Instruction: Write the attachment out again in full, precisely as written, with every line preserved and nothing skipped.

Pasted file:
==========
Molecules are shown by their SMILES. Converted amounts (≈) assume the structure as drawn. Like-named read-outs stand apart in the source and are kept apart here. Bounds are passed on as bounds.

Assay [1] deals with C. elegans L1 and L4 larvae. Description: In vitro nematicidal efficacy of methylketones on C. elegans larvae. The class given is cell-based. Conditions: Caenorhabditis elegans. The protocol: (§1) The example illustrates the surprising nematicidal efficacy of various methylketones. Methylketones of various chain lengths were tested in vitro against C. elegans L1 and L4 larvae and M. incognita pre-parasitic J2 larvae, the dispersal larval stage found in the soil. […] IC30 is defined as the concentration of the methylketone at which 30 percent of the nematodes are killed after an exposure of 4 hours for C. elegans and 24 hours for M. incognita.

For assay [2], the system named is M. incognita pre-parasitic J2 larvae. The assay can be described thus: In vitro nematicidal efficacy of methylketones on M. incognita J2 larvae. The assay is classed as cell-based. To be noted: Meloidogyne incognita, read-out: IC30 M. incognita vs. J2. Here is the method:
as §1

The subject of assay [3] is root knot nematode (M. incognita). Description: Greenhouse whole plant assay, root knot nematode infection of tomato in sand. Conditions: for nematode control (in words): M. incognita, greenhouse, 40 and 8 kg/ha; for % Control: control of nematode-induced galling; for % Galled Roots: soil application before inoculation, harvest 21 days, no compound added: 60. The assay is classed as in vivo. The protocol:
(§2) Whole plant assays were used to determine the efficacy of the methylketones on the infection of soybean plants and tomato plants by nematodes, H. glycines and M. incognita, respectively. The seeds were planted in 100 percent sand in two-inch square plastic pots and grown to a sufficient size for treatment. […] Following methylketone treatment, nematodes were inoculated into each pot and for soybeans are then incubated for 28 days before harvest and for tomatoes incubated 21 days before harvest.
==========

Molecules are shown by their SMILES. Converted amounts (≈) assume the structure as drawn. Like-named read-outs stand apart in the source and are kept apart here. Bounds are passed on as bounds.

Assay [1] deals with C. elegans L1 and L4 larvae. Description: In vitro nematicidal efficacy of methylketones on C. elegans larvae. The class given is cell-based. Conditions: Caenorhabditis elegans. The protocol: (§1) The example illustrates the surprising nematicidal efficacy of various methylketones. Methylketones of various chain lengths were tested in vitro against C. elegans L1 and L4 larvae and M. incognita pre-parasitic J2 larvae, the dispersal larval stage found in the soil. […] IC30 is defined as the concentration of the methylketone at which 30 percent of the nematodes are killed after an exposure of 4 hours for C. elegans and 24 hours for M. incognita.

For assay [2], the system named is M. incognita pre-parasitic J2 larvae. The assay can be described thus: In vitro nematicidal efficacy of methylketones on M. incognita J2 larvae. The assay is classed as cell-based. To be noted: Meloidogyne incognita, read-out: IC30 M. incognita vs. J2. Here is the method:
as §1

The subject of assay [3] is root knot nematode (M. incognita). Description: Greenhouse whole plant assay, root knot nematode infection of tomato in sand. Conditions: for nematode control (in words): M. incognita, greenhouse, 40 and 8 kg/ha; for % Control: control of nematode-induced galling; for % Galled Roots: soil application before inoculation, harvest 21 days, no compound added: 60. The assay is classed as in vivo. The protocol:
(§2) Whole plant assays were used to determine the efficacy of the methylketones on the infection of soybean plants and tomato plants by nematodes, H. glycines and M. incognita, respectively. The seeds were planted in 100 percent sand in two-inch square plastic pots and grown to a sufficient size for treatment. […] Following methylketone treatment, nematodes were inoculated into each pot and for soybeans are then incubated for 28 days before harvest and for tomatoes incubated 21 days before harvest.